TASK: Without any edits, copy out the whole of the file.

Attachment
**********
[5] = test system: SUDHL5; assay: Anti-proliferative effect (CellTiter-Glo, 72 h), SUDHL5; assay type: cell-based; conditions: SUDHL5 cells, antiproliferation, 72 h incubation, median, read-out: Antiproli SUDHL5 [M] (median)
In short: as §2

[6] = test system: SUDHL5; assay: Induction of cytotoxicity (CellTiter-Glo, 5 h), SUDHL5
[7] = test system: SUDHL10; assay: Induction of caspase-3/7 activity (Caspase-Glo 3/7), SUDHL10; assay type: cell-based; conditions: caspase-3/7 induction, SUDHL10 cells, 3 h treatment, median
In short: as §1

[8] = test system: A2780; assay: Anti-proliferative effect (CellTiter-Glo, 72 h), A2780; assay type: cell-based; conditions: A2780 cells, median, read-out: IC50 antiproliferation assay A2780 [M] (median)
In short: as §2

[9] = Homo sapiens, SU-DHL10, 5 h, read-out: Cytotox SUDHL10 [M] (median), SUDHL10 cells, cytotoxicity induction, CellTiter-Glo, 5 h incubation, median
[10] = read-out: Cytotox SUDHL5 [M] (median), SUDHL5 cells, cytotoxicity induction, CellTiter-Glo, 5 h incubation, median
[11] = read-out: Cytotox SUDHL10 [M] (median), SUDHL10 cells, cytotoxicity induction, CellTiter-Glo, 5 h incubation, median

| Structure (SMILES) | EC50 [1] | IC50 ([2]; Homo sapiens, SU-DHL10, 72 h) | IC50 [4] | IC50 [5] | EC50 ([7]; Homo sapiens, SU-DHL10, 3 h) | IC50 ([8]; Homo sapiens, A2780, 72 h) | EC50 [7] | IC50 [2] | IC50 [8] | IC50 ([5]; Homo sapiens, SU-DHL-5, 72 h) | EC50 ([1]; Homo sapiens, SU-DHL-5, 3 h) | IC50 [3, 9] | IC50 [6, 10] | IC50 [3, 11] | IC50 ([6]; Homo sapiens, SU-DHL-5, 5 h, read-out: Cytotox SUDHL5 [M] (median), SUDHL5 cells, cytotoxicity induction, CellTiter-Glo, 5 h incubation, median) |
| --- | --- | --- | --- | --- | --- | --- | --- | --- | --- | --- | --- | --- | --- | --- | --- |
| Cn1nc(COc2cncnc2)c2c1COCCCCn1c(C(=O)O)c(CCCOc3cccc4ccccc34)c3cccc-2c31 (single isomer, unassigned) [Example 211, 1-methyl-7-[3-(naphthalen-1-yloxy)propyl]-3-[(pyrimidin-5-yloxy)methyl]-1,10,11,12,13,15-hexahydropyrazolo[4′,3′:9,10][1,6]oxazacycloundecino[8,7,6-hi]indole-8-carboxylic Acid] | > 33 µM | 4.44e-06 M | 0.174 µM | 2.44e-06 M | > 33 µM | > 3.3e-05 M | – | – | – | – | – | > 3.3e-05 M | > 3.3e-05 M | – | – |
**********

[5] = test system: SUDHL5; assay: Anti-proliferative effect (CellTiter-Glo, 72 h), SUDHL5; assay type: cell-based; conditions: SUDHL5 cells, antiproliferation, 72 h incubation, median, read-out: Antiproli SUDHL5 [M] (median)
In short: as §2

[6] = test system: SUDHL5; assay: Induction of cytotoxicity (CellTiter-Glo, 5 h), SUDHL5
[7] = test system: SUDHL10; assay: Induction of caspase-3/7 activity (Caspase-Glo 3/7), SUDHL10; assay type: cell-based; conditions: caspase-3/7 induction, SUDHL10 cells, 3 h treatment, median
In short: as §1

[8] = test system: A2780; assay: Anti-proliferative effect (CellTiter-Glo, 72 h), A2780; assay type: cell-based; conditions: A2780 cells, median, read-out: IC50 antiproliferation assay A2780 [M] (median)
In short: as §2

[9] = Homo sapiens, SU-DHL10, 5 h, read-out: Cytotox SUDHL10 [M] (median), SUDHL10 cells, cytotoxicity induction, CellTiter-Glo, 5 h incubation, median
[10] = read-out: Cytotox SUDHL5 [M] (median), SUDHL5 cells, cytotoxicity induction, CellTiter-Glo, 5 h incubation, median
[11] = read-out: Cytotox SUDHL10 [M] (median), SUDHL10 cells, cytotoxicity induction, CellTiter-Glo, 5 h incubation, median

| Structure (SMILES) | EC50 [1] | IC50 ([2]; Homo sapiens, SU-DHL10, 72 h) | IC50 [4] | IC50 [5] | EC50 ([7]; Homo sapiens, SU-DHL10, 3 h) | IC50 ([8]; Homo sapiens, A2780, 72 h) | EC50 [7] | IC50 [2] | IC50 [8] | IC50 ([5]; Homo sapiens, SU-DHL-5, 72 h) | EC50 ([1]; Homo sapiens, SU-DHL-5, 3 h) | IC50 [3, 9] | IC50 [6, 10] | IC50 [3, 11] | IC50 ([6]; Homo sapiens, SU-DHL-5, 5 h, read-out: Cytotox SUDHL5 [M] (median), SUDHL5 cells, cytotoxicity induction, CellTiter-Glo, 5 h incubation, median) |
| --- | --- | --- | --- | --- | --- | --- | --- | --- | --- | --- | --- | --- | --- | --- | --- |
| Cn1nc(COc2cncnc2)c2c1COCCCCn1c(C(=O)O)c(CCCOc3cccc4ccccc34)c3cccc-2c31 (single isomer, unassigned) [Example 211, 1-methyl-7-[3-(naphthalen-1-yloxy)propyl]-3-[(pyrimidin-5-yloxy)methyl]-1,10,11,12,13,15-hexahydropyrazolo[4′,3′:9,10][1,6]oxazacycloundecino[8,7,6-hi]indole-8-carboxylic Acid] | > 33 µM | 4.44e-06 M | 0.174 µM | 2.44e-06 M | > 33 µM | > 3.3e-05 M | – | – | – | – | – | > 3.3e-05 M | > 3.3e-05 M | – | – |